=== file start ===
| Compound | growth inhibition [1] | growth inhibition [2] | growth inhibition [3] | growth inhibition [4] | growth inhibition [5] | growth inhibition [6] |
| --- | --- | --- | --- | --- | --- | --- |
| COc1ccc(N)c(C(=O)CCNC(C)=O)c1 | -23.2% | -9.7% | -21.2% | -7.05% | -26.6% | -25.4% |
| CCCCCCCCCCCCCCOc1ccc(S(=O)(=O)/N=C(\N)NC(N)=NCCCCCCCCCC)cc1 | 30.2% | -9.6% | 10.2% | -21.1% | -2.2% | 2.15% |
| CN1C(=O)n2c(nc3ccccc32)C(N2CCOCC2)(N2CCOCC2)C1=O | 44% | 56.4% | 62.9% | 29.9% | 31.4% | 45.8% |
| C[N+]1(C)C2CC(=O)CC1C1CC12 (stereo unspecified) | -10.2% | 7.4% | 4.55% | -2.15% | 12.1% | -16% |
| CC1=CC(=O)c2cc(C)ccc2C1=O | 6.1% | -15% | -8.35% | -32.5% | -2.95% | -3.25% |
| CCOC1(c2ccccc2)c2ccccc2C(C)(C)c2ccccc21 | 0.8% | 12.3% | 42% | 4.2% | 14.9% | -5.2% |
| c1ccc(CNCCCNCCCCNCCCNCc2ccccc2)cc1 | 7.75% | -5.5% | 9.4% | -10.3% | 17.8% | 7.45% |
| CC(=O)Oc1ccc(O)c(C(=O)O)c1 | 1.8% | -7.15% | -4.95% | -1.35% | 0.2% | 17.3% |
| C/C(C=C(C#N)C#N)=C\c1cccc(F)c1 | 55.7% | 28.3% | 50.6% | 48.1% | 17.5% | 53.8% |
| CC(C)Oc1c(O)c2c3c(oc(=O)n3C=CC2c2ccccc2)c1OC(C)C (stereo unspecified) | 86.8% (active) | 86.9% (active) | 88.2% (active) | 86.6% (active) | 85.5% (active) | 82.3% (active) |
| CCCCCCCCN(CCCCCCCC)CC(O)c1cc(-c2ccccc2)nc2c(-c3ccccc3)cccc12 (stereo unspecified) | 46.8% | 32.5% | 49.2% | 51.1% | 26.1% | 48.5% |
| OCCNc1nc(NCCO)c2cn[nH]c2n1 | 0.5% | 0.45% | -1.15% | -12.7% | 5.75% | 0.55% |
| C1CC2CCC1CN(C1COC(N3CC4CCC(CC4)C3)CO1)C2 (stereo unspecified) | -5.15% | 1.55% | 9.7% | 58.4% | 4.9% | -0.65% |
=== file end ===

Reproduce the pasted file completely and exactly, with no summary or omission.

| Compound | growth inhibition [1] | growth inhibition [2] | growth inhibition [3] | growth inhibition [4] | growth inhibition [5] | growth inhibition [6] |
| --- | --- | --- | --- | --- | --- | --- |
| COc1ccc(N)c(C(=O)CCNC(C)=O)c1 | -23.2% | -9.7% | -21.2% | -7.05% | -26.6% | -25.4% |
| CCCCCCCCCCCCCCOc1ccc(S(=O)(=O)/N=C(\N)NC(N)=NCCCCCCCCCC)cc1 | 30.2% | -9.6% | 10.2% | -21.1% | -2.2% | 2.15% |
| CN1C(=O)n2c(nc3ccccc32)C(N2CCOCC2)(N2CCOCC2)C1=O | 44% | 56.4% | 62.9% | 29.9% | 31.4% | 45.8% |
| C[N+]1(C)C2CC(=O)CC1C1CC12 (stereo unspecified) | -10.2% | 7.4% | 4.55% | -2.15% | 12.1% | -16% |
| CC1=CC(=O)c2cc(C)ccc2C1=O | 6.1% | -15% | -8.35% | -32.5% | -2.95% | -3.25% |
| CCOC1(c2ccccc2)c2ccccc2C(C)(C)c2ccccc21 | 0.8% | 12.3% | 42% | 4.2% | 14.9% | -5.2% |
| c1ccc(CNCCCNCCCCNCCCNCc2ccccc2)cc1 | 7.75% | -5.5% | 9.4% | -10.3% | 17.8% | 7.45% |
| CC(=O)Oc1ccc(O)c(C(=O)O)c1 | 1.8% | -7.15% | -4.95% | -1.35% | 0.2% | 17.3% |
| C/C(C=C(C#N)C#N)=C\c1cccc(F)c1 | 55.7% | 28.3% | 50.6% | 48.1% | 17.5% | 53.8% |
| CC(C)Oc1c(O)c2c3c(oc(=O)n3C=CC2c2ccccc2)c1OC(C)C (stereo unspecified) | 86.8% (active) | 86.9% (active) | 88.2% (active) | 86.6% (active) | 85.5% (active) | 82.3% (active) |
| CCCCCCCCN(CCCCCCCC)CC(O)c1cc(-c2ccccc2)nc2c(-c3ccccc3)cccc12 (stereo unspecified) | 46.8% | 32.5% | 49.2% | 51.1% | 26.1% | 48.5% |
| OCCNc1nc(NCCO)c2cn[nH]c2n1 | 0.5% | 0.45% | -1.15% | -12.7% | 5.75% | 0.55% |
| C1CC2CCC1CN(C1COC(N3CC4CCC(CC4)C3)CO1)C2 (stereo unspecified) | -5.15% | 1.55% | 9.7% | 58.4% | 4.9% | -0.65% |